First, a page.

Thursday, April 17, 2014
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When a child's snores are serious

When a child's snoozing is disturbed by adult-sounding problems like sleep apnea - you may hear rafter-rattling snores, snorts or even notice pauses in his or her breathing - the health consequences can include learning problems, slowed growth, fatigue and emotional and behavior problems, a new study shows.

When a child’s snores are serious

Sleep problems in kids can be fixed, but first you have to know whether your child might have one. (AP Photo/WABC-TV)
Sleep problems in kids can be fixed, but first you have to know whether your child might have one. (AP Photo/WABC-TV) (AP Photo/WABC-TV)

I love watching my child sleep – and have since she was a newborn. The house feels deeply peaceful; so do I! But when a child’s snoozing is disturbed by adult-sounding problems like sleep apnea – you may hear rafter-rattling snores, snorts or even notice pauses in his or her breathing – the health consequences can be serious. A new study found that such issues can lead to learning problems, slowed growth, fatigue and emotional and behavior problems.

Sleep problems in kids can be fixed, but first you have to know whether your child might have one. When are a kids’ or teens’ sleep noises worth a trip to the doctor? According to the National Sleep Foundation, nighttime signs include:

  • Loud snoring on a regular basis  
  • Pauses, gasps, and snorts and pauses in breathing. The snorts or gasps may wake them up.
  • Working hard to breathe during sleep – a child’s nostrils may flare or she may sweat heavily.
  • Restless sleep

During the day, a child with sleep apnea may:

  • Be difficult to wake up
  • Have headaches, especially in the morning
  • Be irritable, agitated, aggressive, or cranky
  • Be so sleepy during the day that they actually fall asleep or daydream (worth asking his or her teacher about!)
  • Speak with a nasal voice and breathe regularly through the mouth

What happens next? Your family doctor or pediatrician may recommend seeing a sleep specialist. The gold standard test for sleep apnea is a sleep study – an overnight stay in a ‘sleep lab.’ The good news is that for kids, parents are allowed to stay. Some sleep labs suggest making it a fun night – dress in your favorite pajamas, bring your favorite DVDs to watch, order take-out food.  An estimated 2 percent of kids may have sleep apnea, just one in 50. Treatments include surgery to remove tonsils and adenoids, which clears up the problem 70 to 90 percent of the time.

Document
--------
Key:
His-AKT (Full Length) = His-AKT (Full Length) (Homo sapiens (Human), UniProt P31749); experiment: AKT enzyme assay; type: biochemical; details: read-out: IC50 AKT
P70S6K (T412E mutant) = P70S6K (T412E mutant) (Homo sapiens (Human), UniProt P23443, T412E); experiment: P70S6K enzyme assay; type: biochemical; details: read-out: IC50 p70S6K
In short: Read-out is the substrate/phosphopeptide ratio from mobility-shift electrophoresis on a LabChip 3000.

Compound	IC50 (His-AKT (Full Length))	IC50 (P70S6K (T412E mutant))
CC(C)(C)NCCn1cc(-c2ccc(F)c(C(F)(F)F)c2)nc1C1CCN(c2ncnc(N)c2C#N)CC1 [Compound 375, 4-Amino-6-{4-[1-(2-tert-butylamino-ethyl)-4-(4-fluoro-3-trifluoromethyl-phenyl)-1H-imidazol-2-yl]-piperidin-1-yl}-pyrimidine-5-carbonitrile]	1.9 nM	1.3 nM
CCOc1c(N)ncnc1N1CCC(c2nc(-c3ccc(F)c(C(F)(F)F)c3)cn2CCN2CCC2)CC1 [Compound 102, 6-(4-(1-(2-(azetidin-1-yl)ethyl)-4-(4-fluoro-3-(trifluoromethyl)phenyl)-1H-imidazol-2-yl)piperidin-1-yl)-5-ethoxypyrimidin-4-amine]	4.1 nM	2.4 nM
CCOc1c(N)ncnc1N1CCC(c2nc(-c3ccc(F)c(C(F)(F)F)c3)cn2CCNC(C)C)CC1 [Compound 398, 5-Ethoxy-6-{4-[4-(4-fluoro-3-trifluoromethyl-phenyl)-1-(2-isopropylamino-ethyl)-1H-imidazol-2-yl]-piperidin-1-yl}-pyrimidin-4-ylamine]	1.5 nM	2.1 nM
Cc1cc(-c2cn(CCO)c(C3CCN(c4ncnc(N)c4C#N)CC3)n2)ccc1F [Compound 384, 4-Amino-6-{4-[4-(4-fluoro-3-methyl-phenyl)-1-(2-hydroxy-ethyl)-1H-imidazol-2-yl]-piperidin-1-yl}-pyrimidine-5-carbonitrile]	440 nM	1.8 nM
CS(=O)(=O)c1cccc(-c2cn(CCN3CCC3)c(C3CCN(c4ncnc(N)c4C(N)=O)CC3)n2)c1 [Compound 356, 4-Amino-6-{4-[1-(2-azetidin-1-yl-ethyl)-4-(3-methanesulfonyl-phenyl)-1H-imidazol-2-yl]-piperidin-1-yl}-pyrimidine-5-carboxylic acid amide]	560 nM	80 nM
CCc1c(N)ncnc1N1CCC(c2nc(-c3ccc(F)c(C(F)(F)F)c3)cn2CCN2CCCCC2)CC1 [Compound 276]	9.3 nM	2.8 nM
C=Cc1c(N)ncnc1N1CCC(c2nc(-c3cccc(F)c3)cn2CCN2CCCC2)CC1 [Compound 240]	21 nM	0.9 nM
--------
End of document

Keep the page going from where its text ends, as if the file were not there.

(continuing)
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Has your child faced a sleep study or needed treatment for sleep-disordered breathing problems? Tell us about your experience!

About this blog
The Healthy Kids blog is your window into the latest news, research and advice around children's health. Learn more about our growing list of contributors here.

If you have questions about your child's health, ask them here.

Anna Nguyen Healthy Kids blog Editor
Stephen Aronoff, M.D., M.B.A. Temple University Hospital
Christopher C. Chang, M.D., Ph.D Nemours/Alfred I. duPont Hospital for Children, Jefferson Medical Colg
Mario Cruz, M.D St. Christopher’s Hospital for Children, Drexel University College of Medicine
Katherine K. Dahlsgaard, Ph.D. Lead Psychologist - The Anxiety Behaviors Clinic, CHOP
Gary A. Emmett, M.D. Director of Hospital Pediatrics at TJU Hospital & Pediatrics Professor at Thomas Jefferson Univ.
Lauren Falini Bariatric exercise physiologist, Nemours/Alfred I. duPont Hospital for Children
Hazel Guinto-Ocampo, M.D. Nemours duPont Pediatrics/Bryn Mawr Hospital
Rima Himelstein, M.D. Crozer-Keystone Health System
Anita Kulick President & CEO, Educating Communities for Parenting
Janet Rosenzweig, MS, PhD, MPA VP for Programs & Research for Prevent Child Abuse America
Beth Wallace Smith, RD Children's Hospital of Philadelphia
W. Douglas Tynan, Ph.D. Nemours/Alfred I. duPont Hospital for Children, Jefferson Medical Colg
Flaura Koplin Winston, MD, PhD Scientific Director of the Children’s Hospital of Philadelphia’s Center for Injury Research and Prevention
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